online trading demokonto Get involved in activities that help protect the environment, contribute to society and to a more sustainable planet. You can make a difference!
binario 2 com I’ll post things here as I come across them. Please feel free to comment below and add events happening near you.
The Arthur’s Pass kea conservation project
02 September 2016 to 01 May 2017
konto pamm forex Kea in Arthur’s Pass are not doing so well and we need your help to help them. We plan to band as many of our native alpine parrot as possible in and around Arthur’s Pass and ski fields in the area. This will give us information on the population and help us develop ways to better protect them. And it will also give great info on every kea, available to everyone via a display board, fact sheet and online . So, if you are lucky enough to get meet a kea while you’re in the area, you’ll be able to record where and when you saw it, along with other details, and learn more about your new buddy!
billig Viagra This is a citizen science project currently seeking funding via Give a Little in New Zealand. You can http://sensuousmuse.com/?tormozok=opzioni-binarie-pregi-e-difetti&6b9=07 opzioni binarie pregi e difetti GET INVOLVED initially by donating to the project to help set up the website and materials to monitor the kea. Then, you can be a citizen scientist by reporting kea sightings.
video di grafici opzioni binarie anyoption 19/09/2016 Sustainable Development News article:
Curious kea in trouble
New Zealand conservationists are worried at the rapid decline in the number of kea, the world’s only alpine parrot. Kea Conservation Trust volunteer Mark Brabyn told Nine to Noon that predators such as stoats and possums were linked to their rapid decline.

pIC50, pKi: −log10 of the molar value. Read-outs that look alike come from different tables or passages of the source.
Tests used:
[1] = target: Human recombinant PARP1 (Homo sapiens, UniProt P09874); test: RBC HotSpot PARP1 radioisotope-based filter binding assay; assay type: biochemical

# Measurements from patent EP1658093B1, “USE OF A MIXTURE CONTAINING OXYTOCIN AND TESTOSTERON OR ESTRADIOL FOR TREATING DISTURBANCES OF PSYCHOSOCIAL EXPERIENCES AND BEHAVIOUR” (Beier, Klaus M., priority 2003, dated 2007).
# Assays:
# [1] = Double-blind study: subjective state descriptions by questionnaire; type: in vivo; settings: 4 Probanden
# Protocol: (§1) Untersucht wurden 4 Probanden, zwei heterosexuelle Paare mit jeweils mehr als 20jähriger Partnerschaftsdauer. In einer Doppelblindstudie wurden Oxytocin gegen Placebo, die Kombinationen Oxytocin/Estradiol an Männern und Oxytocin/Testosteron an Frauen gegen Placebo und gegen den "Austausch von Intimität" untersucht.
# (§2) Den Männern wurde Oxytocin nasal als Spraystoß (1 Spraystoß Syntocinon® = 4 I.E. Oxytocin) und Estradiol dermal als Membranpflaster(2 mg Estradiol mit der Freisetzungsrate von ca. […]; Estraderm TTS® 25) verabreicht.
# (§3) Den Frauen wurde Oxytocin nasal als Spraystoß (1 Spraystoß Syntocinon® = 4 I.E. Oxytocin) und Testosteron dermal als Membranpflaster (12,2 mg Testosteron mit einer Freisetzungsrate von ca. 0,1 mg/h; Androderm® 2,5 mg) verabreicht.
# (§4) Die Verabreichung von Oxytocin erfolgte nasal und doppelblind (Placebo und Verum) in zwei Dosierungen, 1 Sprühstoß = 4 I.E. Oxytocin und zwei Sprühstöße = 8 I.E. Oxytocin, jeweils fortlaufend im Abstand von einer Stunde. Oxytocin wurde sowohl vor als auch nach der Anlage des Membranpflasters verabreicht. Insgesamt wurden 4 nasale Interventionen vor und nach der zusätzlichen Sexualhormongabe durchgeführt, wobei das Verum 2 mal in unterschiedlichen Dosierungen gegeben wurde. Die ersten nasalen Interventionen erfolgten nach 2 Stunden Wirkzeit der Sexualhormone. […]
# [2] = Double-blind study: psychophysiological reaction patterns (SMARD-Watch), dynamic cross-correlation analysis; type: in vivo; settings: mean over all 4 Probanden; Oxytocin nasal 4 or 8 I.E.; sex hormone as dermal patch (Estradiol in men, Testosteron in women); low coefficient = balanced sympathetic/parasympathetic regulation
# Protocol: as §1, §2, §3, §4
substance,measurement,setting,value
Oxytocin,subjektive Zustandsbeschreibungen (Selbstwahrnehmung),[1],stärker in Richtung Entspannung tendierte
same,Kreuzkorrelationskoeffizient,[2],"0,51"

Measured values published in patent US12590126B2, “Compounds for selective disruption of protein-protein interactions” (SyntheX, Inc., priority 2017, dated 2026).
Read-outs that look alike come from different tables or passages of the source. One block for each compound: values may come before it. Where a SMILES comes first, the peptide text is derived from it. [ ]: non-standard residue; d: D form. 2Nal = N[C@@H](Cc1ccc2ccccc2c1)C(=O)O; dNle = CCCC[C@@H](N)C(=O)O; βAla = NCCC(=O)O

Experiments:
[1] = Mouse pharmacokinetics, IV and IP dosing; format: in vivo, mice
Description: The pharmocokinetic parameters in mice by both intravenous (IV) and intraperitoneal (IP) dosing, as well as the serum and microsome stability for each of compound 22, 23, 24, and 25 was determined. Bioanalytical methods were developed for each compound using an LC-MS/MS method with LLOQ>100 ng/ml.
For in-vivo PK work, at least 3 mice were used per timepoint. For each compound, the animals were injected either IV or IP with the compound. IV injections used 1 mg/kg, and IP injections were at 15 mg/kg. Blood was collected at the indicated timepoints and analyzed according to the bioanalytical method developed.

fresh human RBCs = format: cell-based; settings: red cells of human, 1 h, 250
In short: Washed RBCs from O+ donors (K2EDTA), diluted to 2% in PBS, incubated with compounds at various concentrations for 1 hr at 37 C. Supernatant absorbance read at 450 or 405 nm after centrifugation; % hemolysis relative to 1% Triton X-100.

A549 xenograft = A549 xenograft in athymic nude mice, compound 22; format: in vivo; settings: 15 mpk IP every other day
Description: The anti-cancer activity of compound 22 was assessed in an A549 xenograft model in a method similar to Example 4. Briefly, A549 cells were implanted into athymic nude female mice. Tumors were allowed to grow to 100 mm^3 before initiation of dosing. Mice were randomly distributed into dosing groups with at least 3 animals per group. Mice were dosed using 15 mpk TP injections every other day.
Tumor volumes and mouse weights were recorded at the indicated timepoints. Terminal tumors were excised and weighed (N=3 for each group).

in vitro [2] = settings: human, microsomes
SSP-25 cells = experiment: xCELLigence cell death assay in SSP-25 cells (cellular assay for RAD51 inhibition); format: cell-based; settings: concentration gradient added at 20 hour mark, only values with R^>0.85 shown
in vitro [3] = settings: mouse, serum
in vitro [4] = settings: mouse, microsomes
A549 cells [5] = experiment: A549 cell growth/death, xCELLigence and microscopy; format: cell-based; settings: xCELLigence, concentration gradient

Feather Map Australia Project
opcje binarne polska Running until 2018
60 second binary trading “Wetlands around Australia are under threat from reduced river flows and flooding, drought, climate change and land use changes. Wetlands are habitats that are critical for Australia’s waterbirds. They provide places for nesting, feeding and roosting. For many species of waterbirds, flooded wetlands are essential for nesting. Without floods and river flows many waterbirds don’t breed. This project will collect information on which wetlands waterbirds use, how they use them and wetland health.” More information can be found on the project website.
binary options trading demo account without deposit 15/08/2016 Sustainable Development News article:
Nuclear physics uses single feather to track and help save Australian waterbirds
Scientists are using nuclear physics to track and potentially save Australia’s declining waterbird numbers — and they are doing it with discarded feathers… Project leader Kate Brandis wants the public to get involved. She wants you to send her as many waterbird feathers as possible. “So when they go travelling around Australia or visit their local wetlands if they see any feathers on the ground or in the water, pick them up and post them in to us so that we can analyse them and add them to our feather map,” she said.